Grace on the Margins: Understanding the Catholic imagination shows how the majority of Catholics support same-sex marriage.
Grace on the Margins
Part three of a three-part series.
For the last two weeks, I have reported on an emerging community within the larger movement called new monasticism. The project is being led two young adults, Rory McEntee and Adam Bucko, who were raised Catholic and who have been deeply influenced by the work of Bede Griffiths, Raimundo Panikkar, Dorothy Day, Thomas Merton, Mother Teresa, Pierre Teilhard de Chardin and Catherine Doherty.
Part two of a three-part series.
The dwindling number of vocations to priesthood, religious orders and monastic life make it clear that traditional religious life no longer speaks to newer generations the way it has for centuries. But some young people still long for lives of service, prayer and simplicity that are the hallmarks of monasticism.
This is part one of a series.
Although the term "new monasticism" has been floating around ether of the contemplative world for several decades, it has remained difficult to define.
Catholic incarnations of the new monasticism movement have sprung up since the 1970s in Europe and the United States. Some have come in the form of third-order or lay associates programs in religious communities.
Although I am loath to talk about something as traumatizing and violent as rape as if it were an ideological issue, given the national conversation taking place about abortion in cases of rape and incest, it is important to continue the conversation in the pages of NCR.
In the 18th century, they crossed the Atlantic in small ships, fending off pirates along the way, to get to this country. Once they were here, they ministered to the wounded on the battlefields of the Civil War and provided aid to victims of the great San Francisco earthquake and the influenza epidemic. From humble beginnings, they managed to establish the largest private school system in the country, 110 colleges and universities, and more than 600 hospitals in the U.S.
As we move toward the eve of what is undoubtedly the most important general assembly of the Leadership Conference of Women Religious in the organization’s history, it’s remarkable to take note of how many articles, commentaries, blogs, and cartoons have been dedicated to the Vatican’s scrutiny of women religious.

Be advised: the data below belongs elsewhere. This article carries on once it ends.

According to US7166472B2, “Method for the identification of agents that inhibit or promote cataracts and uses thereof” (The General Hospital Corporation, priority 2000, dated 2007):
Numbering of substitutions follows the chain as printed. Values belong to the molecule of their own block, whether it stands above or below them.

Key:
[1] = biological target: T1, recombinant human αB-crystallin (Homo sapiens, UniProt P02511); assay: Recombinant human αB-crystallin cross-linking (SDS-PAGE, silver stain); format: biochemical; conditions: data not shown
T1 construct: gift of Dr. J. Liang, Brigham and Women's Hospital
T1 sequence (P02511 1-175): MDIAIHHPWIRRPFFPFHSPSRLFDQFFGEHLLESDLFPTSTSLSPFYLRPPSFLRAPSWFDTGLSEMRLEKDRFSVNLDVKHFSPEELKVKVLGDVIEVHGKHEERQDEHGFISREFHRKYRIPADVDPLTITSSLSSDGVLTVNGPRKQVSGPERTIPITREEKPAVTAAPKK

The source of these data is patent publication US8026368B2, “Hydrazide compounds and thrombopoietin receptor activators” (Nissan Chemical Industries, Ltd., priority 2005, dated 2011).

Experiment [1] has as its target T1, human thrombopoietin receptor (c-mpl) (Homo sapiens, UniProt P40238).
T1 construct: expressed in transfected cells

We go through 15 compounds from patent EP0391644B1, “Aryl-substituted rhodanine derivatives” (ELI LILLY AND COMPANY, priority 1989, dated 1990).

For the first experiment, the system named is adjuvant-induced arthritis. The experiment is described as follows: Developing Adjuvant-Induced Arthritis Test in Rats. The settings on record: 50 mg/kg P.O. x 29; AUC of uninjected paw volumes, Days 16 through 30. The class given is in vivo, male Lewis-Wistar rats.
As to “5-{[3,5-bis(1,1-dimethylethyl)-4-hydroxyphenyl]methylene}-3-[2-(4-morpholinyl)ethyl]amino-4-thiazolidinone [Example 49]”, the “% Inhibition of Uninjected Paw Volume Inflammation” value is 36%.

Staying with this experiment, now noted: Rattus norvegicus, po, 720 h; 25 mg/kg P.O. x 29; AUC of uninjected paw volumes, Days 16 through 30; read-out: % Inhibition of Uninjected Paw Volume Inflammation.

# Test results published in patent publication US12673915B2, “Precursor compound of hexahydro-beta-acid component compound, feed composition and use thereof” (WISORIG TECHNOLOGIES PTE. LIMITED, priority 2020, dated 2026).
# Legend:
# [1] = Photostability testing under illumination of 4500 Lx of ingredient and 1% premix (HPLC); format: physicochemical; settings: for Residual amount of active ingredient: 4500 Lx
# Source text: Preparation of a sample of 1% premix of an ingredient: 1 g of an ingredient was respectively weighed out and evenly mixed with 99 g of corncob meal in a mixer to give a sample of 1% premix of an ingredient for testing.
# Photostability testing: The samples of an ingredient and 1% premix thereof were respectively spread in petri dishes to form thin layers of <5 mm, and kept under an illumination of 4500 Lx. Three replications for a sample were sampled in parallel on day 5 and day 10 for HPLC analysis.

If last week's elevation of Bishop Salvatore Cordileone of Oakland, Calif., to archbishop of San Francisco proves anything, it's that attacking marriage equality puts a man on the fast-track to promotion in the Roman Catholic Church. A quick survey of the hierarchy's most recent, high-profile appointments reveals a common denominator.
As NCR reported Monday, communities throughout the country offered special liturgies this weekend to honor Mary Magdalene, whose feast day was Sunday. A community in San Diego invited me to preach at its celebration of "the Apostle to the Apostles." Rather than choosing a Gospel narrative about Mary Magdalene, they chose instead the story of the Samaritan woman in chapter 4 of John's Gospel.
"We are the 99%, made in God's image, seeking God's justice."
So declares the Facebook page for Occupy Catholics, one of the latest additions to the pantheon of Catholic church justice movements. But rather than emerging out of Vatican II or in direct response to a particular crisis within the institutional church, Occupy Catholics might be the first progressive Catholic group to grow directly out of a popular movement.